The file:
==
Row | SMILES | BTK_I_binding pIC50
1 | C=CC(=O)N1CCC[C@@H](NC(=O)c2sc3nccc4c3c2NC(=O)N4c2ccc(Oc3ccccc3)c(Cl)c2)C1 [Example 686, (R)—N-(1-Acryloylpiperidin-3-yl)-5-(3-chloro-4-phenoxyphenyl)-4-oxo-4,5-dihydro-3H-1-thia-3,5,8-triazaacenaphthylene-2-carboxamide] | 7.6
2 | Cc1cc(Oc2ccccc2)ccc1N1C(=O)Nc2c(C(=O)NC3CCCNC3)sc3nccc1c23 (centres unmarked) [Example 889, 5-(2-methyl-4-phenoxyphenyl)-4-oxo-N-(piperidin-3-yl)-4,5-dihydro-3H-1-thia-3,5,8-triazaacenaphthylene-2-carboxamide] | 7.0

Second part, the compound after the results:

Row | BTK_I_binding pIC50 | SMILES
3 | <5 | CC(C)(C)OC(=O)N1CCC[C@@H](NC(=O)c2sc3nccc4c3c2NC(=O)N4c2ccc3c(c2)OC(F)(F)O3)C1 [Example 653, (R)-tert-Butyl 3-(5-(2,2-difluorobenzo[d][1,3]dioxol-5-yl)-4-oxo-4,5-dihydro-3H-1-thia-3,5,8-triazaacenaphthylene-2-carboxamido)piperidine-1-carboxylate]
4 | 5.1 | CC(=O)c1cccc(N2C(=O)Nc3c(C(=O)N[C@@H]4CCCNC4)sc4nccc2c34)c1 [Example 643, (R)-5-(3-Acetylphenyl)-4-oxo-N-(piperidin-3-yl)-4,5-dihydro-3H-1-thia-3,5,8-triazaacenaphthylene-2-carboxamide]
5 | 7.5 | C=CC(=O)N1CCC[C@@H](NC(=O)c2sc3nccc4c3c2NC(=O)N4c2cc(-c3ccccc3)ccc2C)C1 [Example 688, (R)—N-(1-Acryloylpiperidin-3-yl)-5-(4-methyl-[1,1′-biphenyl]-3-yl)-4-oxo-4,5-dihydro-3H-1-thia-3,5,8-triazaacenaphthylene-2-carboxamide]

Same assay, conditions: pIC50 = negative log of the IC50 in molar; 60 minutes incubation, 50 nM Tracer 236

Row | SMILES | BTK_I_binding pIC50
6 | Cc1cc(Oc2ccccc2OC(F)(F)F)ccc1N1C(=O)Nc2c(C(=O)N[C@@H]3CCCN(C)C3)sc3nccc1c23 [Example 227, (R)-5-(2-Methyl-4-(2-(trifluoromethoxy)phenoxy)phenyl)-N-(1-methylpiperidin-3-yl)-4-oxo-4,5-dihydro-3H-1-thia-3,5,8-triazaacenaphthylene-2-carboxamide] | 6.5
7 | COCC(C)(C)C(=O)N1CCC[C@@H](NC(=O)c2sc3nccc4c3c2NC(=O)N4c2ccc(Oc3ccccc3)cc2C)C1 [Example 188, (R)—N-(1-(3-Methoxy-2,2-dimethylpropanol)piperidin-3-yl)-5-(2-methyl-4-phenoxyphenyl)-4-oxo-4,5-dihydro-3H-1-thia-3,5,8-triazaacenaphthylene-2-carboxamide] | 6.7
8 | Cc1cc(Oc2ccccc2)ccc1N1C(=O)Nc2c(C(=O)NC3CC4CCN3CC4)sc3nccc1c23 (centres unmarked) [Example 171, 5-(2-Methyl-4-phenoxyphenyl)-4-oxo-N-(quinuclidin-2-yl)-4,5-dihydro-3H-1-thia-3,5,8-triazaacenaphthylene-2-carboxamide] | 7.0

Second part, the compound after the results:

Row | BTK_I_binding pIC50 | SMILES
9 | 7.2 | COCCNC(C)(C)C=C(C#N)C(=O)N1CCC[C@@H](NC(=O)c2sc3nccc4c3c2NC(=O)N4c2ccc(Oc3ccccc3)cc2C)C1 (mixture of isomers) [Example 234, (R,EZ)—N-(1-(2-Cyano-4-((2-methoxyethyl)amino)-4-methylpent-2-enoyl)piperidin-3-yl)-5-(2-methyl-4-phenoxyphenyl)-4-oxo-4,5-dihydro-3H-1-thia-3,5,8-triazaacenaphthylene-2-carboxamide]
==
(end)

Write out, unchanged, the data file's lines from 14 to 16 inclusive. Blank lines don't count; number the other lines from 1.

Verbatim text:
Second part, the compound after the results:

Row | BTK_I_binding pIC50 | SMILES
9 | 7.2 | COCCNC(C)(C)C=C(C#N)C(=O)N1CCC[C@@H](NC(=O)c2sc3nccc4c3c2NC(=O)N4c2ccc(Oc3ccccc3)cc2C)C1 (mixture of isomers) [Example 234, (R,EZ)—N-(1-(2-Cyano-4-((2-methoxyethyl)amino)-4-methylpent-2-enoyl)piperidin-3-yl)-5-(2-methyl-4-phenoxyphenyl)-4-oxo-4,5-dihydro-3H-1-thia-3,5,8-triazaacenaphthylene-2-carboxamide]